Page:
for the Thorium-based Stage Three of India’s nuclear power programme. Table 3.3 shows the potential of nuclear energy with domestic resources in the country. 11. The pace of development of nuclear power is constrained by the rate at which plutonium can be bred and Thorium converted to fissile material. If India is able to import nuclear fuel, the process can be accelerated. Two possible growth paths of nuclear power are summarised in Table 3.4.

RENEWABLE ENERGY RESOURCES
12. Given the limited amount of domestic conventional energy sources, renewable energy resources gain significance in the Indian context. India’s renewable energy resources are summarised in Table 3.5. It may be noted that many renewables require land. The potential energy generated is assessed independently for each option. If all such options are developed together the combined potential may be less than the sum due to a paucity of available land for energy generation as other competing land uses may dominate.

HYDROELECTRICITY
13. India’s hydel resources are estimated to be 84,000 MW at 60% load factor. The current utility based installed capacity is 32,326 MW and the average annual generation over the last three years (2002-05) was 74 Billion Kilowatt hours (BkWh) giving a load factor of 29%. At such a load factor an installed capacity of 1,50,000 MW including some 15,000 MW of

Table 3.3 The Approximate Potential Available From Nuclear Energy Particulars Uranium-Metal In PHWR In FBR Thorium-Metal In Breeders Source: Department of Atomic Energy 2,25,000-t 3,783,886 431,950 1,50,000 Very large Amount 61,000-t 7,992 1,027,616 913 117,308 330 42,200 10,000 5,00,000 Thermal Energy TWh GW-yr. Electricity GWe-Yr. MWe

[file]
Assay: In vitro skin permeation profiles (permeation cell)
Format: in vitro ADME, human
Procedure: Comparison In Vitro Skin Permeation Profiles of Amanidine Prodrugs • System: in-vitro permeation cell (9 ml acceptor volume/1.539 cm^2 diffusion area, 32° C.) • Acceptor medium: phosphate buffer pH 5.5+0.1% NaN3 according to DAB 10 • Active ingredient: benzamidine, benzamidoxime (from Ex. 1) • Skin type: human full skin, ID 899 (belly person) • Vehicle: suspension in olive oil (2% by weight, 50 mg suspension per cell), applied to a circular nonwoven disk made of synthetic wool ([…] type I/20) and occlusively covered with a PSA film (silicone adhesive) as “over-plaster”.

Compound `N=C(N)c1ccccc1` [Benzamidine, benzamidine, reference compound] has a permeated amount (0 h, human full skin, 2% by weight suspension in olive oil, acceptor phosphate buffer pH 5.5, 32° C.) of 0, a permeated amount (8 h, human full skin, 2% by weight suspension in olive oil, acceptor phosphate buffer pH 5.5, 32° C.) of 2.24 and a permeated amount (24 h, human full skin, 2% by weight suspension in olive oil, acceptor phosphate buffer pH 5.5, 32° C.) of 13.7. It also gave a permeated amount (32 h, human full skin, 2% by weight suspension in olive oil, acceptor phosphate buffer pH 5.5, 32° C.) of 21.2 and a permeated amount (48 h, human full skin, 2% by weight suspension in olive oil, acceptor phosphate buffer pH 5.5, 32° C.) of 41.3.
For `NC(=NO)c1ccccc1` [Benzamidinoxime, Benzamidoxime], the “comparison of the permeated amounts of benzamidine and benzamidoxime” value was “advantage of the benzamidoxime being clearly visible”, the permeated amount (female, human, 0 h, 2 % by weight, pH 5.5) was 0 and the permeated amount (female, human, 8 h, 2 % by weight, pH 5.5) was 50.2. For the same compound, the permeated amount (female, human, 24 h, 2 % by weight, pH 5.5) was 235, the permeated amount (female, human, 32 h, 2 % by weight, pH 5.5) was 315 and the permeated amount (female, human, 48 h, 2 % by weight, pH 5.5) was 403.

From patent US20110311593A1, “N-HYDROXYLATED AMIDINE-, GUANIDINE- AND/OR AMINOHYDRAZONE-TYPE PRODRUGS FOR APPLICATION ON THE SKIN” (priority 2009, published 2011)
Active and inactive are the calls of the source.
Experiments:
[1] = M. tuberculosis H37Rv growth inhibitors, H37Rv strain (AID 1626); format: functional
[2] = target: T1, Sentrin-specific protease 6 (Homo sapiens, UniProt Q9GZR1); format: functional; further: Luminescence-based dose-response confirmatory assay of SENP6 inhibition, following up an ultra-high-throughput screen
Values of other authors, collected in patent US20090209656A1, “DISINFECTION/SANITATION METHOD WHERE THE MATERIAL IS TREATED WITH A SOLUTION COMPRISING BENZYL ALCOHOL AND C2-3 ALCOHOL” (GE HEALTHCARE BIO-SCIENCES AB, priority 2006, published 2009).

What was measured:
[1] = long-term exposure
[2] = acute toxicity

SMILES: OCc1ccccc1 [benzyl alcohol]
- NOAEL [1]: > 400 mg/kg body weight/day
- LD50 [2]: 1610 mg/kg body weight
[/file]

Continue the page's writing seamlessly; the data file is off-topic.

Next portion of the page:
36

Supply Options

Table 3.4 Possible Development of Nuclear Power Installed Capacity in MW Year 2010 2020 2030 2040 2050 Unit GWe GWe GWe GWe GWe Scenario Optimistic* Pessimistic 11 29 63 131 275 9 21 48 104 208
These estimates assume that the FBR technology is successfully demonstrated by the 500 MW PFBR currently under construction, new Uranium mines are opened for providing fuel for setting up additional PHWRs, India succeeds in assimilating the LWR technology through import and develops the Advanced Heavy Water Reactor for utilising Thorium by 2020.

Remarks

* It is assumed that India will be able to import 8,000 MW of Light Water Reactors with fuel over the next ten years. Source: Department of Atomic Energy Table 3.5 Renewable Energy Resources Resources Hydro-power Unit MW Present Potential 32,326 1,50,000 Basis of Accessing Potential Total potential assessed is 84,000 MW** at 60% load factor or 1,50,000 MW at lower load factors